Publication Date: August 15, 2012
Ramblings in Ireland by Kerry Dwyer is an account of a Brit ex-pat living in France, and her French husband, Bertrand, ramble literally and intellectually through Ireland. Their rambles include life, love and the helpfulness of having a partner who can read a map.
My husband and I visited Paris during our honeymoon. I didn’t notice at the moment, but when later watching the video of our visit to the Catacombs, two things stand out — the first is the bride sobbing softly (I am deeply claustrophobic — and the Catacombs contain skeletons — need I say more?). The second thing that stands out is an in-depth conversation for nearby visitors of the difference in the English words “mess” and “mass.” I picture Kerry Dwyer as one of the people analyzing the uses and definitions. Kerry has a deep love for the English language. Does this sound annoying? Kerry brings a charm to her obsessions that make the reader like her even more for them.
In Ramblings in Ireland, Kerry warns us in the foreword that she rambles. Rambling can go very bad, but Kerry manages to bring it all back to relevance. She paints the picture of her parents and Bertrand and their difficulty with maps and the beauty of Ireland in vivid detail. Reading Ramblings in Ireland is sitting down with a good storyteller and enjoying the journey rather than the destination. Despite the troubles, they have in traveling together, neither Kerry nor Bertrand grate at the reader. They treat each challenge in a way that allows the reader to laugh with them rather than at them.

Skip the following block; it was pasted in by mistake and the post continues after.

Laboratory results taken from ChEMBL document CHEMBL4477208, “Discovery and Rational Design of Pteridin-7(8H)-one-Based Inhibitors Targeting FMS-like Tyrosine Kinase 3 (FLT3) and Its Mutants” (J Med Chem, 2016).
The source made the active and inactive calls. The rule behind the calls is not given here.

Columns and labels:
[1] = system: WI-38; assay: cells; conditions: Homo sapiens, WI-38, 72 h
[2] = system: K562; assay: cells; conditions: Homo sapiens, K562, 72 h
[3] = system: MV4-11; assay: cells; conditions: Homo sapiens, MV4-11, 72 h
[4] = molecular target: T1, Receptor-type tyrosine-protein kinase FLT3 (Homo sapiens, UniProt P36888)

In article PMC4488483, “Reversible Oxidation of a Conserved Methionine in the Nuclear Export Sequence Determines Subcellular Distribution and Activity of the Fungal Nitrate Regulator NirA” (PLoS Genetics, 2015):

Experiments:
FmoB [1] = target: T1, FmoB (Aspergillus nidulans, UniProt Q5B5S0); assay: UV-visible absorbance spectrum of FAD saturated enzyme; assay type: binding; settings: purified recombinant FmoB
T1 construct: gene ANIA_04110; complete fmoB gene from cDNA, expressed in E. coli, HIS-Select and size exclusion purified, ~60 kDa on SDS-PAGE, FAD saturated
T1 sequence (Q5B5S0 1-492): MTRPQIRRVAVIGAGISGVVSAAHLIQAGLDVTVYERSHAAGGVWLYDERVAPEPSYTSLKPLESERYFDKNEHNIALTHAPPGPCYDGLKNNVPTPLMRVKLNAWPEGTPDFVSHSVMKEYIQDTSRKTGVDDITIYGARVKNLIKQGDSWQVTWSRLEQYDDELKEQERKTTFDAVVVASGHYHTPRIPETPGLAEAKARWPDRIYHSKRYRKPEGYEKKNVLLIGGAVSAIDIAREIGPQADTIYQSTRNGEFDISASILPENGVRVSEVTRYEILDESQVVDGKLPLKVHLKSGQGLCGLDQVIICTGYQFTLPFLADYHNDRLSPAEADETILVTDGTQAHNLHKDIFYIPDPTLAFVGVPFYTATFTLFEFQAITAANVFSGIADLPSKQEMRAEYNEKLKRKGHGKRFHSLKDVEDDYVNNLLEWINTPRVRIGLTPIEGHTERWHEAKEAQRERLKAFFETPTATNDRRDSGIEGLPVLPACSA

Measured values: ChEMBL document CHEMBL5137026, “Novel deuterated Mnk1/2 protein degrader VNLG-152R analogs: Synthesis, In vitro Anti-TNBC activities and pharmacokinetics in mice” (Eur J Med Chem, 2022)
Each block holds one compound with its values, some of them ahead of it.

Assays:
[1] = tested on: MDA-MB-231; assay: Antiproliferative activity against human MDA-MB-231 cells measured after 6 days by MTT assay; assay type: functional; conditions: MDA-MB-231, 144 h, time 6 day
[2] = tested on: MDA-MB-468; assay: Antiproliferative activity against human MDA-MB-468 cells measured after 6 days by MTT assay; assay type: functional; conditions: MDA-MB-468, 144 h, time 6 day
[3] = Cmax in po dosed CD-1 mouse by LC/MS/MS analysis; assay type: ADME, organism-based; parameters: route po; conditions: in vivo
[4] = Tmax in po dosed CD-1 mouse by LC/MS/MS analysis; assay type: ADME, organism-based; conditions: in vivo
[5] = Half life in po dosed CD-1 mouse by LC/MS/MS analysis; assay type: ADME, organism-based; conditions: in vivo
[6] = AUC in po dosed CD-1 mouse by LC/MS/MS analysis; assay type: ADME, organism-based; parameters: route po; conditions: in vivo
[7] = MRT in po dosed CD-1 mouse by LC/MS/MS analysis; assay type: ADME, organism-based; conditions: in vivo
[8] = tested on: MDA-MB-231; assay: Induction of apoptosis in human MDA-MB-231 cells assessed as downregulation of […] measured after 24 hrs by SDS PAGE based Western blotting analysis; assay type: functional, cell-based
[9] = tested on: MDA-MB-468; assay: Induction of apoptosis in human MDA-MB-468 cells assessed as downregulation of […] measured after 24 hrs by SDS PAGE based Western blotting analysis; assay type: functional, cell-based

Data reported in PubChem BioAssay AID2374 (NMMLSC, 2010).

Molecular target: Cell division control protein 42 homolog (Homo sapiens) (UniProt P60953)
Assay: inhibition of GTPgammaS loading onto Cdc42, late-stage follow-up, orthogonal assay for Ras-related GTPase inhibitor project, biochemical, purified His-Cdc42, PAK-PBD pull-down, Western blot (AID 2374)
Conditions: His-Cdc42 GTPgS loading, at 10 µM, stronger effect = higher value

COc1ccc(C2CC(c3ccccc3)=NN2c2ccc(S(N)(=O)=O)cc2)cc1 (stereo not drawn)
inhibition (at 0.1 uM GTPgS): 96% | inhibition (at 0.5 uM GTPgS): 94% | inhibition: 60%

I find it fun to read how different cultures see different things and through Kerry, we get the English, French and often Irish perspectives. Each character we meet while on the road is unique and memorable and drawn in such a way that this reader wanted to head over and meet them. I’m not a walking tour person but I almost want to do it after reading Ramblings in Ireland.
I read this book while on a long trip and found that the bits of time spent with Kerry and Bertrand were light, easy and brightened my day. This is not the best book I’ve ever read but I have absolutely nothing negative to say about it. I would advise anyone who likes fun travel memoirs to pick Ramblings in Ireland up.
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